Without the correct starting fibre, a true high thread count cannot be woven or manufactured.

Here are a few differenct types of cottons and their lengths.

Levant cotton
Native to southern Africa and the Arabian Peninsula (less than 2%).

American Upland
This strand of cotton ranges from 22mm - 33mm

Extra Long Staple Cotton
This strand of cotton ranges from 31.5mm - 40mm
Pima Cotton - 34mm
Supima Cotton - 34 -38mm
Egyptian Cotton - 31.5mm - 36mm
Giza 45 - 36mm - 48mm

  1. Thread count


"Liesdamned lies, and statistics" - Benjamin Disraeli

The ideal thread count for your sheets depends entirely on the type of sheets you are going to buy. This is because the meaning of thread count is simply the number of threads that fill a certain area of your sheet. Therefore, the finer the material your sheet is made from the higher thread count can be.

Thread count in terms of the European standard is defined as the number of threads that occupy one square inch. While in Australia it is more common to use 10 square centimetres.

Read the next sentence carefully!

The lack of an international standard means that even sheets with the exact same thread density can be labelled as having different thread counts.

As you can see from the above image there can only be a certain number of threads that can fit into the defined area. So, the idea that thread counts can go up to some of the huge numbers you see on some packaging doesn’t make sense.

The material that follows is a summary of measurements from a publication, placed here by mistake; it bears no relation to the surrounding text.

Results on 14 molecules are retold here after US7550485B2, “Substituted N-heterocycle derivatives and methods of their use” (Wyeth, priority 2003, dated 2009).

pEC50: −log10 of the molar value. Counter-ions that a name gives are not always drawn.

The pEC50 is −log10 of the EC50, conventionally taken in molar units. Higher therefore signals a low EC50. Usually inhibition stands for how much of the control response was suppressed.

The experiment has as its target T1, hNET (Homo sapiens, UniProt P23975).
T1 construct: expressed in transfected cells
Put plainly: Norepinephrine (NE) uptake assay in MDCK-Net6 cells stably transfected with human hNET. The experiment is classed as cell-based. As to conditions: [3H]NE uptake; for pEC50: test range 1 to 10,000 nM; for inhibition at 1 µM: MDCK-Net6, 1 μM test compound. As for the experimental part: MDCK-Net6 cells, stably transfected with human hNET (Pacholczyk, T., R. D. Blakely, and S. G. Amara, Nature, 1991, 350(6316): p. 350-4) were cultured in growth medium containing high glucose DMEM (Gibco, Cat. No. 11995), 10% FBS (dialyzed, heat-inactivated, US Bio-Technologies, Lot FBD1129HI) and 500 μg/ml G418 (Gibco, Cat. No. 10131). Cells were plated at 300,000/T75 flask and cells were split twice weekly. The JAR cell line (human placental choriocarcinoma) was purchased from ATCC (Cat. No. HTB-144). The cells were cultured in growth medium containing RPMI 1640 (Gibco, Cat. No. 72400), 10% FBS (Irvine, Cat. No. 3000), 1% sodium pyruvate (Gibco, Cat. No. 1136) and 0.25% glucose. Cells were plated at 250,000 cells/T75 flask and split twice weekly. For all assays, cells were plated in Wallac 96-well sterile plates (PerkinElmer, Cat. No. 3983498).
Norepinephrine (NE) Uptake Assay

Why do so many sheets have thread counts with such high numbers?

Over many years of marketing thread count has been highly associated with being a mark of quality.

Many sheet companies have used this loose understanding of thread count by trying to promote the idea that the higher the number the better bed sheets are (and more expensive).

And as the average consumer has no easy way to measure thread count, they are at the mercy of the retailer’s honesty when declaring their products thread count.

Just because a certain number of threads can fit in a defined area does not necessarily mean it is a good thing. For example, linen is a very high-quality fabric, but can have a thread count as low as 50. Its thread count is only low because of the way that the fabric is woven to provide its looser weave and finish.

  1. Workmanship and Weave

The weave of a fabric does not contribute to a better or worse fabric, so the question “Which is better?” does not apply. It is a matter of personal preference. Some people prefer a flat plain weave, while others prefer a silkier finish.